The mainland's securities regulator is inspecting listed firms to identify those that have not allocated a reasonable amount of cash for dividend payouts.
In its latest effort to protect the interests of retail investors, the China Securities Regulatory Commission (CSRC), under its new chairman, Guo Shuqing, has directed its branches to examine the cash position of listed companies. The aim is probably to force profit-making, but stingy firms to distribute cash dividends to investors, people with knowledge of the matter say.
The investigation is in line with Guo's efforts to urge listed firms to pay out more cash dividends so as to bolster the weak stock market.
The CSRC will probably take administrative measures to punish profitable firms that do not distribute dividends to shareholders.
The inspections focus on profit-making firms' cash position and their decision-making on dividend payouts, the people said.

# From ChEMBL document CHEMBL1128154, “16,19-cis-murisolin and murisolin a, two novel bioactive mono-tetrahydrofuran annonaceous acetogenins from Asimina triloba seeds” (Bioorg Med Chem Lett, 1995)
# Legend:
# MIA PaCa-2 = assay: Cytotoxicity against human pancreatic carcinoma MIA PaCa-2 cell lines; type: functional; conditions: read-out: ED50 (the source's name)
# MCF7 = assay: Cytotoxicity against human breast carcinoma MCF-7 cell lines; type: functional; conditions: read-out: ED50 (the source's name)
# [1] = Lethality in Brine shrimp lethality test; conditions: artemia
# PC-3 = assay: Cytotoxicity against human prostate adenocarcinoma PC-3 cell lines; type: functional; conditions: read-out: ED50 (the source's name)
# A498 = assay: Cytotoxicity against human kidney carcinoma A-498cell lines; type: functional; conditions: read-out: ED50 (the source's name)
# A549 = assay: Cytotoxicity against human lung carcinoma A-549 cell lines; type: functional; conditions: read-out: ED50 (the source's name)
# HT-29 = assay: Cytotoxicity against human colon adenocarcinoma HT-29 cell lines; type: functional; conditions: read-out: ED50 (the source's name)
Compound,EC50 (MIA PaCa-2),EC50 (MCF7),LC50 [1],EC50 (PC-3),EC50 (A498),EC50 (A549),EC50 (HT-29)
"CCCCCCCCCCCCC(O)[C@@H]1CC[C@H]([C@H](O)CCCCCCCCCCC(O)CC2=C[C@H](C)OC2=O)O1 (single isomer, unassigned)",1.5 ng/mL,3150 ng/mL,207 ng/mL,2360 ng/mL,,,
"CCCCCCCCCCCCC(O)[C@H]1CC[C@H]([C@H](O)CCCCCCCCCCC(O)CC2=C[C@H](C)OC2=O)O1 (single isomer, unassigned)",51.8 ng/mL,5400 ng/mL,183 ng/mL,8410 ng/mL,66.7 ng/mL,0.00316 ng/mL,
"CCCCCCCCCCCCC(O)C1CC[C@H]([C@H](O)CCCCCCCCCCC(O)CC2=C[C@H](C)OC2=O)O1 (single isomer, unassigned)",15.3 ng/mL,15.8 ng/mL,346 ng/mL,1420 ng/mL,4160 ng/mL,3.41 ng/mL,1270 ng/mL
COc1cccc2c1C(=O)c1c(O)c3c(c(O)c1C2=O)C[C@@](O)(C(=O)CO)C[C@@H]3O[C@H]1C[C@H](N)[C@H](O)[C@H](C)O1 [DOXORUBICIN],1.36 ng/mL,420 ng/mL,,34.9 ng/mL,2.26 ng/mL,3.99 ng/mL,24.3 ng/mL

More than 600 listed firms that posted a net profit for 2011 did not pay a single cent in dividends.
In 2010, more than 850 mainland-listed firms did not declare cash dividends.
The CSRC published a circular on Wednesday evening that required listed companies to fully disclose information about their dividend proposals in an attempt to enhance transparency in dividend payouts.
Last year, mainland firms distributed a combined 606.7 billion yuan (HK$745.74 billion) in cash dividends to shareholders, accounting for 31.4 per cent of their total profits.
Since he took office at the CSRC in late October, Guo has been stepping up pressure on listed firms to reward investors with more cash dividends, believing it was the most efficient way to underpin the slumbering stock markets.
The mainland's key stock gauge was among the world's worst-performing stock indices in 2010 and 2011.